2. No speaker

At some point in the video conference, no participant may speak in the room, and the terminal 10 determines that there is no speaker (determination 192). This can be determined based on the passage of a specific time after the last speech voice was detected in the video conferencing environment. If the speaker is not currently present, the terminal 10 applies various rules (rules) 193 to determine whether the current view output by the terminal 10 should be switched to another view (decision 188), thereby The view is output (184) or the view is changed (189).

For example, the current view being output may be a zoomed-in view from the attendee view camera 50B of the participant currently speaking. The terminal 10 can decide whether the participant has stopped speaking but keeps the view or switches to the zoom-out view from the indoor camera 50A. Determining whether to switch views depends on whether no other participant starts speaking within a certain time period, or whether a near-end or far-end participant begins speaking within a certain time period Will do. In other words, as soon as the near-end participant framed in the zoomed-in view (taken in the frame screen) stops speaking, the far-end participant may start speaking for the extended time. Absent. In this case, the terminal 10 can switch from the zoomed-in view to the indoor shot so as to include all participants.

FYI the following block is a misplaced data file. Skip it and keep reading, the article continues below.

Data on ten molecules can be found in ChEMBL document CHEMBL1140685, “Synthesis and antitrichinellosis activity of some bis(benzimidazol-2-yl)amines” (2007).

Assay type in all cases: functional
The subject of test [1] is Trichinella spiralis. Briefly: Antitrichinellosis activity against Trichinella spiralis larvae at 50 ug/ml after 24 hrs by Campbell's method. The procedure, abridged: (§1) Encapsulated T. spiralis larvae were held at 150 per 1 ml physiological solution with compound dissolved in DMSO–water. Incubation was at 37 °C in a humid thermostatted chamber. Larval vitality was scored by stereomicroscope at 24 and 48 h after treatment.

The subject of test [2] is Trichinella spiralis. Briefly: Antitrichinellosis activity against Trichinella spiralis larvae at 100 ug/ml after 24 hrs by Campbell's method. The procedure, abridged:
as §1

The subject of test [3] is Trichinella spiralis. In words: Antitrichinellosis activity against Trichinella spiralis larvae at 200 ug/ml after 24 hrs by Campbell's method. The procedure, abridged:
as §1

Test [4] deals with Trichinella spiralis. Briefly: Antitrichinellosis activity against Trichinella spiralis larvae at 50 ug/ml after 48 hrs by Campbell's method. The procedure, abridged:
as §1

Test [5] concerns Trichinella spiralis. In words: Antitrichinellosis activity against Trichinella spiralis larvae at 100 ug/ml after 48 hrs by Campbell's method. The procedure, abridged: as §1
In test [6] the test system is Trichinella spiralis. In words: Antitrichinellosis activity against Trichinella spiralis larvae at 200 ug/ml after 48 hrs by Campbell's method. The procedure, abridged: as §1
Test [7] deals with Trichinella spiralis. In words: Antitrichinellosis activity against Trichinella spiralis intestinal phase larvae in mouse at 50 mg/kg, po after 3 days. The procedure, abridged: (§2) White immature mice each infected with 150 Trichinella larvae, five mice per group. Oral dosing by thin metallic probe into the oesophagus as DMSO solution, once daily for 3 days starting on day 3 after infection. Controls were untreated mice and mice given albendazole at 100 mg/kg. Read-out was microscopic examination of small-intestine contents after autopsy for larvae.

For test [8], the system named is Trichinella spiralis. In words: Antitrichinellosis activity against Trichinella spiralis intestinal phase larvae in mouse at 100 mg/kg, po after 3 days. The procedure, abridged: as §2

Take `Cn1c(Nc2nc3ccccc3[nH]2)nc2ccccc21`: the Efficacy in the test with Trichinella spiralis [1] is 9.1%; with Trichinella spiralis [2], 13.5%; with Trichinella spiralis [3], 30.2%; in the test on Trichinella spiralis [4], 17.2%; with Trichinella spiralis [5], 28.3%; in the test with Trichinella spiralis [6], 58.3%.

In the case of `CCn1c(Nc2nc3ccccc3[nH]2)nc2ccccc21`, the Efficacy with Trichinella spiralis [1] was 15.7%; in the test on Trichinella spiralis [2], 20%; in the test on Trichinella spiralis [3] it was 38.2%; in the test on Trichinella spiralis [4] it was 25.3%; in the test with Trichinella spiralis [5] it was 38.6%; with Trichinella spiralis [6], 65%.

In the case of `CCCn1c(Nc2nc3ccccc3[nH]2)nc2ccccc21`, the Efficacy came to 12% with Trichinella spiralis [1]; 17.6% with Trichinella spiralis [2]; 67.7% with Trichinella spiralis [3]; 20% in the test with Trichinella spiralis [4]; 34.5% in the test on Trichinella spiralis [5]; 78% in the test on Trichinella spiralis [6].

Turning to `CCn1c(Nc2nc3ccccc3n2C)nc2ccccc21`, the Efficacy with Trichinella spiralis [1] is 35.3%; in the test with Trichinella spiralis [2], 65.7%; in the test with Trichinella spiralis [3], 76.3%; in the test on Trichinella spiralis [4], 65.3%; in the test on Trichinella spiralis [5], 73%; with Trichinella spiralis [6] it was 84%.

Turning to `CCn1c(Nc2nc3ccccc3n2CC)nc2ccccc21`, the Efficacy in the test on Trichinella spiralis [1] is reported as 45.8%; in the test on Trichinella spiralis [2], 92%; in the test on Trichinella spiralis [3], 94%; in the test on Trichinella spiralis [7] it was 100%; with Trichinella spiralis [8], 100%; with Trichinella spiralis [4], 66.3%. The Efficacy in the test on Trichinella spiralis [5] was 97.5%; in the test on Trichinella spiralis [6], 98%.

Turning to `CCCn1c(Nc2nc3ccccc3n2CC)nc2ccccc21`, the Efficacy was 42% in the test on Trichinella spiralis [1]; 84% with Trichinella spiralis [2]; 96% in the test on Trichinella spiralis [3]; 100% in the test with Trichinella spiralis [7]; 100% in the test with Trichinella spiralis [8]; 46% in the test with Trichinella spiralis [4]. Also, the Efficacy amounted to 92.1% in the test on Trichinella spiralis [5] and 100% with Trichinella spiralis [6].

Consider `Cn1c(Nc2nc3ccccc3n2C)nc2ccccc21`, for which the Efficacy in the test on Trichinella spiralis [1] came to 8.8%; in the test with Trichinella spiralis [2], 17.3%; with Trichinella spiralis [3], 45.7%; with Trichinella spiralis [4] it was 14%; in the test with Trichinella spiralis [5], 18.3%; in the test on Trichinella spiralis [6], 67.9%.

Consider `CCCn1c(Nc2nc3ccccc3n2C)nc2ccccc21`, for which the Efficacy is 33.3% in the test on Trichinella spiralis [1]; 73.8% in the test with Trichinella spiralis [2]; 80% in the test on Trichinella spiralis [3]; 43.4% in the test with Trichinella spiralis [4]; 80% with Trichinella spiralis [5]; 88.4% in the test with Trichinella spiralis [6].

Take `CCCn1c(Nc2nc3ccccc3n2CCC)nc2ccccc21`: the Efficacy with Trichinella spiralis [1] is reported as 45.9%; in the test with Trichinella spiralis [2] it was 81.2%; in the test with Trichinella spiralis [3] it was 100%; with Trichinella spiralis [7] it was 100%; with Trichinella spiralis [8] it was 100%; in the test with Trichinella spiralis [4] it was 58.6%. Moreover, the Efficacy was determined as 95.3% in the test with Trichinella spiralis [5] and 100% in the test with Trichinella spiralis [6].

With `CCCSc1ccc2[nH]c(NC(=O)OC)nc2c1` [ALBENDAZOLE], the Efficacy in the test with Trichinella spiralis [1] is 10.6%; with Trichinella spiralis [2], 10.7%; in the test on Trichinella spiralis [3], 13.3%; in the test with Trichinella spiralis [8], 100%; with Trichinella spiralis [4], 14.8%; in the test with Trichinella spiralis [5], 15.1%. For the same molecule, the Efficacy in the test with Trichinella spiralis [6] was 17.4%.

3. New or previous speaker